FreedomWorks submitted the following comment to the National Institute of Standards and Technology’s Draft Interagency Guidance Framework for Considering the Exercise of March-in Rights. The comment is available here in PDF format.
As a non-profit advocacy organization, FreedomWorks seeks to promote the values of limited government, social tolerance, and individual liberty within today’s political discourse. With the objective of restoring common sense and competence to public policy and American political life, FreedomWorks envisions a future where growth and prosperity result in opportunity for all Americans.
Since 1980, the Bayh-Dole Act has provided a uniform framework for the federal government that fosters innovation through the transfer of technology from public sector entities and federally funded institutions to the private sector. Under this framework, recipients of federal funding agreements such as universities may license patents to allow private sector entities to use inventions. A private sector entity can elect to retain ownership of an invention when certain contractual obligations are met.
Before the enactment of the Bayh-Dole Act, as the Government Accountability Office notes, “[W]hen the government routinely retained the patents on federally sponsored inventions, only 5 percent of these patents were ever used in the private sector.” Noting the lack of development and innovation before the enactment of the Bayh-Dole Act, in May 1979, then-Comptroller General Elmer Staats wrote that the federal government’s proclivity of taking ownership of patents was “impeding cooperative efforts between universities and the commercial sector.” This blocked the development and innovation of inventions.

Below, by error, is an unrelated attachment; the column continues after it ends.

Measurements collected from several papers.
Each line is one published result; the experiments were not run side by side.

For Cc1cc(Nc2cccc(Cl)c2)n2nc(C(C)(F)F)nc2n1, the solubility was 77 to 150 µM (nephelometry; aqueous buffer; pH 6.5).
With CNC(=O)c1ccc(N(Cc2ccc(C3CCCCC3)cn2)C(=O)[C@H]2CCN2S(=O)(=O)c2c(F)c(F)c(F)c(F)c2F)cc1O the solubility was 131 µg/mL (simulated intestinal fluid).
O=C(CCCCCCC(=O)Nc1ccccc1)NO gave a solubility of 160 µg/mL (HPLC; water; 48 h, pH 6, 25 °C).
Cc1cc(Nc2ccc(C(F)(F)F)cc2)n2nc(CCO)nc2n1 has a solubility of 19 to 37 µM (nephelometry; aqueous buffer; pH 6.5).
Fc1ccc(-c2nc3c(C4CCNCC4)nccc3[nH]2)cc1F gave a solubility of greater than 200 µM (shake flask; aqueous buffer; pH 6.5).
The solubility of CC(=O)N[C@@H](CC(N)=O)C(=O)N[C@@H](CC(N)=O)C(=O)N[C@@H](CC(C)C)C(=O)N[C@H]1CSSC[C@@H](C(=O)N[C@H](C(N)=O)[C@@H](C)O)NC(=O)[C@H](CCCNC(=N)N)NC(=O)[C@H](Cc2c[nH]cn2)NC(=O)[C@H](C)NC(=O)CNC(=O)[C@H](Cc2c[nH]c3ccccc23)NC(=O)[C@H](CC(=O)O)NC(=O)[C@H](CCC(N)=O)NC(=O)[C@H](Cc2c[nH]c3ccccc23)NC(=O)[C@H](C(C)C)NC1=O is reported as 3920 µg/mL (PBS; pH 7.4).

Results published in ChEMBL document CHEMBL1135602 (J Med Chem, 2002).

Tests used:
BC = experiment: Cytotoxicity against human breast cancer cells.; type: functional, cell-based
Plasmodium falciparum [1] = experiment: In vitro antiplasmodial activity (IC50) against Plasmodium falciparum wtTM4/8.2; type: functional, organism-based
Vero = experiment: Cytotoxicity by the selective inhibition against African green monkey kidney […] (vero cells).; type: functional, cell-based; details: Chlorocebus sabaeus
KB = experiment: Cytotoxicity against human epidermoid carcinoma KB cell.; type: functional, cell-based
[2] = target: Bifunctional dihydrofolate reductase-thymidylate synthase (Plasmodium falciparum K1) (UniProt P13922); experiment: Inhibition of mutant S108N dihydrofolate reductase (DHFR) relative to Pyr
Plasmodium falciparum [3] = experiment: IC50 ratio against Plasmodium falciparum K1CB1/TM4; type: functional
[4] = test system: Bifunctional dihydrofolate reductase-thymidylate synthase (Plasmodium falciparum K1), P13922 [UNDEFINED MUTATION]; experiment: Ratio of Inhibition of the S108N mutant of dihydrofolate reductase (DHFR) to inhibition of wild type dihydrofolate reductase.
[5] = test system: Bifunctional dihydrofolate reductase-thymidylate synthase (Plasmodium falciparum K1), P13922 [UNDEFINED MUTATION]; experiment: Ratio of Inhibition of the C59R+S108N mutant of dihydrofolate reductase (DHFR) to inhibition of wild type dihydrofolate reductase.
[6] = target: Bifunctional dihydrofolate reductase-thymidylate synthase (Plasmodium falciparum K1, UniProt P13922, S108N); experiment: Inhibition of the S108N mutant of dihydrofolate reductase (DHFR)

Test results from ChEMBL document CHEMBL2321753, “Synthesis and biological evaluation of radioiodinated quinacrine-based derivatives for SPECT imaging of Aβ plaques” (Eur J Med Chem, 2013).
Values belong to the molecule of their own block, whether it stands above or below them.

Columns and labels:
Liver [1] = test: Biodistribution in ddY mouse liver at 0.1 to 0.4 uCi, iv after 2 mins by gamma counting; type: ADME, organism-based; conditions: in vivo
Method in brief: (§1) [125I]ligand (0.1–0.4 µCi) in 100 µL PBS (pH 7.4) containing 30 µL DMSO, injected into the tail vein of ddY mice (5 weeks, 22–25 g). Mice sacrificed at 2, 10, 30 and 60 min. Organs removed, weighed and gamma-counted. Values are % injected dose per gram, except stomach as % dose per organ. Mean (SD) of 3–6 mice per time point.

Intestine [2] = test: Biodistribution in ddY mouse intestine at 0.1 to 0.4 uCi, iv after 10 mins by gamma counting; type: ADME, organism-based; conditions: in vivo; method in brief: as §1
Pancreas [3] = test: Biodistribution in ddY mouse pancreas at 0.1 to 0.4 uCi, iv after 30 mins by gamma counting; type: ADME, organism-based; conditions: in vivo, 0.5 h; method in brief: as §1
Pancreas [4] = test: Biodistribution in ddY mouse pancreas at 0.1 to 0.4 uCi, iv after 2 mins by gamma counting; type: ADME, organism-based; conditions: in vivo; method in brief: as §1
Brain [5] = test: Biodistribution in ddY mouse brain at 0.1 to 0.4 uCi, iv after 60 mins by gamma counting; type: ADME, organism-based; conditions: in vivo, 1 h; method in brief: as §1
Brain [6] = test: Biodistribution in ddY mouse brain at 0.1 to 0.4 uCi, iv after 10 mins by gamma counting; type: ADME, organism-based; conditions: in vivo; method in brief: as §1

This destructive approach pushed away private sector partners. “We found that hundreds of new compounds developed at university laboratories had not been tested and screened by the pharmaceutical industry,” Staats wrote to Congress, “because manufacturers were unwilling to undertake the expense without some possibility of obtaining exclusive rights to further development of a promising product.”
The Bayh-Dole Act includes “march-in rights” through which the federal agency facilitating a funding agreement between a public sector institution and a private sector entity that has retained ownership of a patent may force the private sector entity to grant a license. However, the criteria for “march-in rights” are specific and narrow.